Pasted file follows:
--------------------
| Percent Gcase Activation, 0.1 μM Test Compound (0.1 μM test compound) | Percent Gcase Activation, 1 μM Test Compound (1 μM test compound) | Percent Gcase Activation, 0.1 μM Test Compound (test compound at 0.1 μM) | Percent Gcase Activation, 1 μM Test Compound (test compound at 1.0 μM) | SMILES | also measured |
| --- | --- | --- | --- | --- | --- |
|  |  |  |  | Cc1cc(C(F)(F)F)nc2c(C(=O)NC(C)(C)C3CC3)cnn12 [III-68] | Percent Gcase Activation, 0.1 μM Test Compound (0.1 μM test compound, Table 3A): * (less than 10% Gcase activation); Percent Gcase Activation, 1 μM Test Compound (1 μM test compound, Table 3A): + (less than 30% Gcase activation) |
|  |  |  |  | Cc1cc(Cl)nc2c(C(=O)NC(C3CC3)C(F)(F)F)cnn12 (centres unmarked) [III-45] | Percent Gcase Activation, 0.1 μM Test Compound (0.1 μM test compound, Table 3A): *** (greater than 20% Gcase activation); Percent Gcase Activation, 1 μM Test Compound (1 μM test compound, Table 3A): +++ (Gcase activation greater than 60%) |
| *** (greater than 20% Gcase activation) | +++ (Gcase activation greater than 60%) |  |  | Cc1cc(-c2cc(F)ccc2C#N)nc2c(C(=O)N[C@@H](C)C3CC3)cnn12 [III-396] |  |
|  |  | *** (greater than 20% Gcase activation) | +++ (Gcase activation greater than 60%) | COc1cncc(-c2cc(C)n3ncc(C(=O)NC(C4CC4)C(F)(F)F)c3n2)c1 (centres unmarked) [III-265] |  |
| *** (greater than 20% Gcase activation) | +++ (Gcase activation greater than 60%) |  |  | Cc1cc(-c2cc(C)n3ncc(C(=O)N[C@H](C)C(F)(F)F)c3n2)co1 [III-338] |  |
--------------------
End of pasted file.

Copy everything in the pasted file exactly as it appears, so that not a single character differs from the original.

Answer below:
| Percent Gcase Activation, 0.1 μM Test Compound (0.1 μM test compound) | Percent Gcase Activation, 1 μM Test Compound (1 μM test compound) | Percent Gcase Activation, 0.1 μM Test Compound (test compound at 0.1 μM) | Percent Gcase Activation, 1 μM Test Compound (test compound at 1.0 μM) | SMILES | also measured |
| --- | --- | --- | --- | --- | --- |
|  |  |  |  | Cc1cc(C(F)(F)F)nc2c(C(=O)NC(C)(C)C3CC3)cnn12 [III-68] | Percent Gcase Activation, 0.1 μM Test Compound (0.1 μM test compound, Table 3A): * (less than 10% Gcase activation); Percent Gcase Activation, 1 μM Test Compound (1 μM test compound, Table 3A): + (less than 30% Gcase activation) |
|  |  |  |  | Cc1cc(Cl)nc2c(C(=O)NC(C3CC3)C(F)(F)F)cnn12 (centres unmarked) [III-45] | Percent Gcase Activation, 0.1 μM Test Compound (0.1 μM test compound, Table 3A): *** (greater than 20% Gcase activation); Percent Gcase Activation, 1 μM Test Compound (1 μM test compound, Table 3A): +++ (Gcase activation greater than 60%) |
| *** (greater than 20% Gcase activation) | +++ (Gcase activation greater than 60%) |  |  | Cc1cc(-c2cc(F)ccc2C#N)nc2c(C(=O)N[C@@H](C)C3CC3)cnn12 [III-396] |  |
|  |  | *** (greater than 20% Gcase activation) | +++ (Gcase activation greater than 60%) | COc1cncc(-c2cc(C)n3ncc(C(=O)NC(C4CC4)C(F)(F)F)c3n2)c1 (centres unmarked) [III-265] |  |
| *** (greater than 20% Gcase activation) | +++ (Gcase activation greater than 60%) |  |  | Cc1cc(-c2cc(C)n3ncc(C(=O)N[C@H](C)C(F)(F)F)c3n2)co1 [III-338] |  |